Over the years I’ve been a member of a number of Internet forums, more than one on marriage. During that time a recurring theme that shows up on the marriage forums is the idea of being happy for what you have without expecting anything more as if marital intimacy is a continuum with an end goal.
We should be happy and thankful for what we have but marital intimacy isn’t and end goal it is an endless and dynamic spectrum that goes from zero to infinity. Once you think you’ve arrived you realize that your spouse has changed, you have changed, your marriage has changed and there are still new things to learn, new trials to overcome, and new ways to grow. Marriage isn’t just hard work it’s complicated. About the time you think you’ve got marriage all figured out life will throw you a curve. New job. Kids go off to college. The loss off a loved one. New circumstances to work through that can grow yourself, your spouse and your marriage.
Some growth opportunities won’t be the curves that life throws you but will instead be initiated by you or your spouse. As Dr. David Schnarch points out, marriages will spin on a contented cycle for awhile before one or the other in the marriage will begin to push for growth (more intimacy). They will have done the peace vs. personal integrity dance until they decide that their personal integrity is at stake and they cannot take it any longer. They will propose a change to the status quo in the marriage thus introducing a new challenge to overcome.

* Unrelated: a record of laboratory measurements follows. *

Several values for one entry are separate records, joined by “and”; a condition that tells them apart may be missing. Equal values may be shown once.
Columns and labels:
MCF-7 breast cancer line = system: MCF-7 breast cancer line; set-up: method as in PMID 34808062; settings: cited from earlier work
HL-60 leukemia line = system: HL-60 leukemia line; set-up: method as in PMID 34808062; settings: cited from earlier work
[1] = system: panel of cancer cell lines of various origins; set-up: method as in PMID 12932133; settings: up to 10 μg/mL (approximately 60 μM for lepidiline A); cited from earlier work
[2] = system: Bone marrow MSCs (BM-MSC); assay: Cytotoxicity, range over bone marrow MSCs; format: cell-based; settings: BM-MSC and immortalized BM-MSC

Too often people facing these challenges allow the challenges to come between them when they should in fact bring them closer together. If spouses come through the fire together they will be stronger. If they are not together in the fire the fire has a greater chance of consuming them. We are stronger together. We are stronger when we share our burdens. We are stronger when we support one another. We are stronger when we have someone to pick us up when we have fallen. We have a greater chance of conquering the hard work and complications of marriage together.
Recognize that the challenges that circumstances throw at you and your marriage are the fires that purify it, make it stronger and bring you and your spouse closer together. To borrow once again from Dr. David Schnarch a crucible is a tool used to heat and strengthen metal. A fireplace consumes the wood that is placed in it. Are the trials in your marriage working as a crucible to strengthen your marriage or are the trials a fireplace consuming it?